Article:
How to Say Cheers in French + The One Mistake You Don’t Want to Make

In a country known for its wine and cider, learning how to say cheers in French will definitely come in handy. When I first moved to France, I lived in the French Alps as an au pair. 

Not exactly wine country, but I still had the opportunity to try some nice French drinks. It was there that I learned the phrase “tchin tchin.” 

Used as a replacement for cheers, we would always say it when clinking our glasses. 

But, when I moved up north to be an English teacher, I soon learned that “tchin tchin” is actually not really à la mode (fashionable). And that it is mostly the older generations who use it. 

And they’ll usually shorten it to simply “tchin.”

So what is the best way to say cheers in French? Well, it really depends on where you are and what situation you’re in. So let’s dive in to everything you need to know about saying cheers in French. 

7 Ways to Say Cheers in French

À votre santé

À votre santé is one of the most polite ways to say cheers in French. It means to your health and actually comes from the middle ages. 

There, people thought that alcohol was good for your health. They would drink in excess and thought that by throwing up they were purifying their bodies. 

Now we know that alcohol in excess isn’t good for you. But still today, the French use à votre santé to wish someone good health while drinnking on formal occasions.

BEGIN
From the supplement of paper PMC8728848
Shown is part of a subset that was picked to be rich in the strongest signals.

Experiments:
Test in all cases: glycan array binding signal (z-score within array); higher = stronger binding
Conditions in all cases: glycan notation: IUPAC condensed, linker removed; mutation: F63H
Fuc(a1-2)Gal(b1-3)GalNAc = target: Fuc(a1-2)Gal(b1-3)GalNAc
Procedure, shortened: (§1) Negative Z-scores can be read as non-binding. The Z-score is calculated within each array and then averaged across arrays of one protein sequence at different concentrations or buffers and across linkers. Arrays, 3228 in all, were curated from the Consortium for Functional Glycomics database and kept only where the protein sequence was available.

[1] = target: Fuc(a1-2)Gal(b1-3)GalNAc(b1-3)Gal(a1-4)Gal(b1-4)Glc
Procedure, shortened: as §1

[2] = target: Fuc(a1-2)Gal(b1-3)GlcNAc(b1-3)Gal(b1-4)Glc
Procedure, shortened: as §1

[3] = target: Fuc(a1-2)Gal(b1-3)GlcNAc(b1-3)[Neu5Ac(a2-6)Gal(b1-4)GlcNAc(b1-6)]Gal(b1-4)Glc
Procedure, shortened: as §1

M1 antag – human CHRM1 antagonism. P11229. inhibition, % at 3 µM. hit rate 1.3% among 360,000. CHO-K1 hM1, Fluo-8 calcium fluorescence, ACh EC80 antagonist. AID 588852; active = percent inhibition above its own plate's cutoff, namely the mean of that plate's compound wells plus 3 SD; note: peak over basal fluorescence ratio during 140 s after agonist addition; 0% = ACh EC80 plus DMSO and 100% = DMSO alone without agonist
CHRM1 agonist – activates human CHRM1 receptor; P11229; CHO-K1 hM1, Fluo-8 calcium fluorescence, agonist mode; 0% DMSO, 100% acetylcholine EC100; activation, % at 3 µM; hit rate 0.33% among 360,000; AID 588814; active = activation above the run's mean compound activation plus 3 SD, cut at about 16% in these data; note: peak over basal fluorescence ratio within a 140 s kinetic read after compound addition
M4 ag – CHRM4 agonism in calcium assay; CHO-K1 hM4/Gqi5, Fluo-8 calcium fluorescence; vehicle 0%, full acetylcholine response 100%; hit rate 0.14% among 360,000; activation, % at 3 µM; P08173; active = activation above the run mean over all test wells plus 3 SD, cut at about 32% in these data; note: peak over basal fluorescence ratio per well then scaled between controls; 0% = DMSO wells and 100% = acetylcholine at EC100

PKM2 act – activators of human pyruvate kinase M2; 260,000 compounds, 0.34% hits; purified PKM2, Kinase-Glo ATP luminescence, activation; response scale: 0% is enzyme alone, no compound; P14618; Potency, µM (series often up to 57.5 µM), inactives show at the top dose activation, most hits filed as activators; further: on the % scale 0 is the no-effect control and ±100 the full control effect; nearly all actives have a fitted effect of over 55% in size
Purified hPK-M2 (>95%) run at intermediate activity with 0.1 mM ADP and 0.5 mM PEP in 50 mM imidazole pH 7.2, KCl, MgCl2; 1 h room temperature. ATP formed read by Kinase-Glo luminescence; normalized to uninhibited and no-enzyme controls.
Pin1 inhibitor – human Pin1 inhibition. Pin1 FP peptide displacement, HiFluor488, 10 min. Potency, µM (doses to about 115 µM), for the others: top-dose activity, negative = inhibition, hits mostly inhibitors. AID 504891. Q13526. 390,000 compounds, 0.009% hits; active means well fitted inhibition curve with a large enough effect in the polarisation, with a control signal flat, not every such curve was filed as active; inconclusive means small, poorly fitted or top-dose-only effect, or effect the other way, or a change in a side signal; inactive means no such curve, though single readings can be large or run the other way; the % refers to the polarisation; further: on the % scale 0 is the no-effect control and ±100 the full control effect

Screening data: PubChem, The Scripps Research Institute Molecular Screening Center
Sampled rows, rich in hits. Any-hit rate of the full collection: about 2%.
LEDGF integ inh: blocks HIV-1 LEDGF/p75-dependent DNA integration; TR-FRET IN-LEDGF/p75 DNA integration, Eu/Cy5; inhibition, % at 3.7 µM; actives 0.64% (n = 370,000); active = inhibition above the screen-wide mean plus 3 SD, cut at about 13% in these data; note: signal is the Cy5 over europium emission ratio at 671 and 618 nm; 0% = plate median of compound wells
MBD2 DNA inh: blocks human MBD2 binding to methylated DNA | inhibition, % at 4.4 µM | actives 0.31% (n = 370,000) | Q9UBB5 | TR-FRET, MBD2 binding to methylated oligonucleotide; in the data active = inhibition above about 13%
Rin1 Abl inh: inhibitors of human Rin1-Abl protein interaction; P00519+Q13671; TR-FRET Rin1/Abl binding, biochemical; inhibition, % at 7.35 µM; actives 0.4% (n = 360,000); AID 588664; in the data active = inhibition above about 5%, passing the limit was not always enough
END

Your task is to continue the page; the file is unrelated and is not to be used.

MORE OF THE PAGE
À ta santé

Similar to à votre santé, à ta santé also means “to your health.” And it comes from the same tradition from the middle ages. 

The difference between the two is that à ta santé is the informal way to say cheers. Since it uses the tu form, it’s best to use among people you know well. 

Luckily, both à votre santé et à ta santé shorten simply to the French word, santé. Santé is really one of the best ways to say cheers. It is the most common and most versatile. 

This is because santé is the shortened version of both the informal or formal version of cheers, so you can use it in really any circumstance. So, you’ll definitely hear this one among French friends. 

À la tienne

À la tienne is another really easy way to say cheers in French. It literally translates to “to yours,” but it is a shortened version of à ta santé so it really means “to your health.”

You’ll likely only say this when it’s between you and one other person rather than an entire group since it’s in the you singular form. You should also only use this one in informal situations.

À la vôtre

If you guessed that à la vôtre is the formal version of à la tienne, you got it. À la vôtre is one of the many different ways to say cheers in French. Just like à la tienne, this means “to yours” and is a shortened version of à votre santé

À la nôtre

Remember how I said that à la tienne and à la vôtre are really only used between two people? Well, à la nôtre means “to ours” and is a great way to say cheers with a group of friends. 


Similarly to all of the phrases we just went over, à la nôtre is a shortened version of “to our health.” 

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Tchin Tchin/Chin chin/Cin cin

As you can see French people have many different ways of spelling tchin tchin. The most common way is tchin tchin. But you can spell it in other ways as well. 

Like I mentioned earlier, tchin tchin is a slightly outdated way to say cheers in French. And you usually shorten it to just tchin.  

Tchin tchin actually arrived in France in the beginning of the 20th century by soldiers coming back from the Second Opium War. It likely comes from the Chinese phrase “qing qing,” which means “please, please” in Mandarin.